"mainline churches"


I have a very general, non-doctrinal question.

At various times and places, including the Catholic Answers show, I’ve heard the term “mainline churches” used to describe certain Protestant denominations. However, I never hear which churches are being described as “mainline”.

For example, in discussions of the attempts to bring Revelations into the 20th and 21st centuries, with things like the rapture, the EU or other groups being the 10-headed dragon, chips or bar codes being inserted or etched in the hand, etc., I hear that “mainline churches” don’t teach these concepts. But I gotta tell you, as a convert who grew up in western Kentucky, these are ideas taught in every church I ever attended, things you would hear on local radio shows or revivals, and which are believed by every Bible-believing friend I had.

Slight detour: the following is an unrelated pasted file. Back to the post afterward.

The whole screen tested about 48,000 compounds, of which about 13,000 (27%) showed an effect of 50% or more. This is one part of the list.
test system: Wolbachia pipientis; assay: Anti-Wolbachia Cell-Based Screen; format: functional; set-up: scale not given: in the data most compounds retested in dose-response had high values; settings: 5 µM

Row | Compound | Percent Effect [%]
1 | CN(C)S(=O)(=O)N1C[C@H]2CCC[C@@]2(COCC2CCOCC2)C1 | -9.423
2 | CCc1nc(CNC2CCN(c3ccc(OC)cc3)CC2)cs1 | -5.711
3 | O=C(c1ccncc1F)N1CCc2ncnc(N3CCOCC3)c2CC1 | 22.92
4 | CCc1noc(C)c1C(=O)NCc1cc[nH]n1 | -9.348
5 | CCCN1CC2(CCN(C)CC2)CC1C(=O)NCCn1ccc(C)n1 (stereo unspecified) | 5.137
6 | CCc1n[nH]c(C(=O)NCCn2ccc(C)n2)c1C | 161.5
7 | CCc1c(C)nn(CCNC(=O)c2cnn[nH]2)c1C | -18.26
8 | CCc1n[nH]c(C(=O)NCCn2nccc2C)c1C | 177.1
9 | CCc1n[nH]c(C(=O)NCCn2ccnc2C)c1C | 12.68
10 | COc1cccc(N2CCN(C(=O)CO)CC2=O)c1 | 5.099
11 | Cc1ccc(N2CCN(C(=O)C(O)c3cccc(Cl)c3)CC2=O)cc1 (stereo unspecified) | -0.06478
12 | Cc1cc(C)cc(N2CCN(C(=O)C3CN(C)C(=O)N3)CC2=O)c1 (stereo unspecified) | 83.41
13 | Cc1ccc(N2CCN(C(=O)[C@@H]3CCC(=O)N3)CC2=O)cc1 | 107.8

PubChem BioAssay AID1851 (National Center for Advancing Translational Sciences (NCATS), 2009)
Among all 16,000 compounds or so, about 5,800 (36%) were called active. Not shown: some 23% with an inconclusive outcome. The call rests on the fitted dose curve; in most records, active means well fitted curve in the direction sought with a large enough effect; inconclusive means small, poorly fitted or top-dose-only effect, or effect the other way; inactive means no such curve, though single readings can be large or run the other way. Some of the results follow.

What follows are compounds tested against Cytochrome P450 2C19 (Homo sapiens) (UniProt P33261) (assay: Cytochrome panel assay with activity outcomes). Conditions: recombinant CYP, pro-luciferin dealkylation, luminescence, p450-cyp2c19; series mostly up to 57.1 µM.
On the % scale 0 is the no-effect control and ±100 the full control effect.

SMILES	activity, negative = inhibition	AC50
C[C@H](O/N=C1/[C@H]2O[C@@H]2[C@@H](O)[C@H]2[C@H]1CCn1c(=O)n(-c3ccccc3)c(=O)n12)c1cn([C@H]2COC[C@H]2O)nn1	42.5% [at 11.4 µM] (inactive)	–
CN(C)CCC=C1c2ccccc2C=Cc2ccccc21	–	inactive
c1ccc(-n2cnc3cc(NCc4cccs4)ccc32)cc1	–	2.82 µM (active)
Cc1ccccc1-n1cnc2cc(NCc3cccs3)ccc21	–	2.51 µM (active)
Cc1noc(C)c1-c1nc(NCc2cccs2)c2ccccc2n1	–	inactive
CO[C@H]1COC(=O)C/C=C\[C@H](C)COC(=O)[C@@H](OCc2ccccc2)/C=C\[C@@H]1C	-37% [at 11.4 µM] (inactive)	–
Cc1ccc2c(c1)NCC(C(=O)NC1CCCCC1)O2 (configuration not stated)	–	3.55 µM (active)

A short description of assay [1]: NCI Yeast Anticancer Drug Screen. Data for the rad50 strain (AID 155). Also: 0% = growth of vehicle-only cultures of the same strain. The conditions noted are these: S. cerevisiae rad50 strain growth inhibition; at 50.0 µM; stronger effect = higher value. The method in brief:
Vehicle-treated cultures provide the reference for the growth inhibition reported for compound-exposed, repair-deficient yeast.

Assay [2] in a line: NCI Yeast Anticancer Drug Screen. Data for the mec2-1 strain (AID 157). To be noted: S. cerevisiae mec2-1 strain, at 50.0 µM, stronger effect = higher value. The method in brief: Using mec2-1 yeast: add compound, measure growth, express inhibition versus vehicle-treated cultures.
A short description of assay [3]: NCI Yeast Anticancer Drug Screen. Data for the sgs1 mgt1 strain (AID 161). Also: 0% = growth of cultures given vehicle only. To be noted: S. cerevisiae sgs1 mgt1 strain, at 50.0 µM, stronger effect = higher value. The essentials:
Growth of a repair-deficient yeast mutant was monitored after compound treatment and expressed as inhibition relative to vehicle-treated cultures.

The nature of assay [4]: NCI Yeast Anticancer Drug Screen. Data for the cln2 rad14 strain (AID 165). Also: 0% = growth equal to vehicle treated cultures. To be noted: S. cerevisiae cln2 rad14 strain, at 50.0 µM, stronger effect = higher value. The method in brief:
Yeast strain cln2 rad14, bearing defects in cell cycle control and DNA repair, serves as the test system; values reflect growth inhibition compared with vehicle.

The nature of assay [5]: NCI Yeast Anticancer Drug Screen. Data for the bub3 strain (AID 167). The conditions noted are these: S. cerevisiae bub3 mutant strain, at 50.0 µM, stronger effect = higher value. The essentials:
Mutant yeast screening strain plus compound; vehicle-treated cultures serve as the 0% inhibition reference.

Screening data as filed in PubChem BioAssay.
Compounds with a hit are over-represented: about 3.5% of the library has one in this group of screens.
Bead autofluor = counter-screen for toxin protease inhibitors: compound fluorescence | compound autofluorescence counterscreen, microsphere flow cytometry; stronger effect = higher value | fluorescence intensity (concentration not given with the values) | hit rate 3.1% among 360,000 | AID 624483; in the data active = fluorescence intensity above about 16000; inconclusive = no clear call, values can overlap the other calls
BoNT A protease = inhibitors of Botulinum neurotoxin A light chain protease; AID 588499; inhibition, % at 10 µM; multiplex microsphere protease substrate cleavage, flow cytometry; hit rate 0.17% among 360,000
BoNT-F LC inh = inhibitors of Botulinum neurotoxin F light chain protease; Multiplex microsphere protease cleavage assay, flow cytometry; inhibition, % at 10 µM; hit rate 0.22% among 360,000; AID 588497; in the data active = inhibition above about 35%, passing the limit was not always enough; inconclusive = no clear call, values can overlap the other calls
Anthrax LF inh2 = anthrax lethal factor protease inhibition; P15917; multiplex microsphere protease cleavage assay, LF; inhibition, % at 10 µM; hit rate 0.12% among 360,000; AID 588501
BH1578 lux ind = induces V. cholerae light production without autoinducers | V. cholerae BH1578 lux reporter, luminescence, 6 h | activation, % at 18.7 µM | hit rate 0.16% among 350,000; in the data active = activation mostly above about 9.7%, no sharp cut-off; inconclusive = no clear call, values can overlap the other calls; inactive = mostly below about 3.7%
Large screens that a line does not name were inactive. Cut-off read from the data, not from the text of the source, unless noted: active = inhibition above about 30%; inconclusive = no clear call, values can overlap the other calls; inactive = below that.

Understand, I’m not arguing about whether the term should be used, or whether mainline churches teach these things. I’m just wondering which churches are being described by that term.



Dear calian,

The mainline Protestant churches would be the older ones which tend to have some form of liturgical life: Evangelical Lutheran Church of America, Anglican, Presbyterian, United Methodist Church, United Church of Christ (Congregationalists), Northern Baptists. These tend to be the more liberal Protestant churches and are also the ones suffering a decline in membership. Certainly, there are some local congregations that are not in decline, but these are the exceptions.

Fr. Vincent Serpa, O.P.

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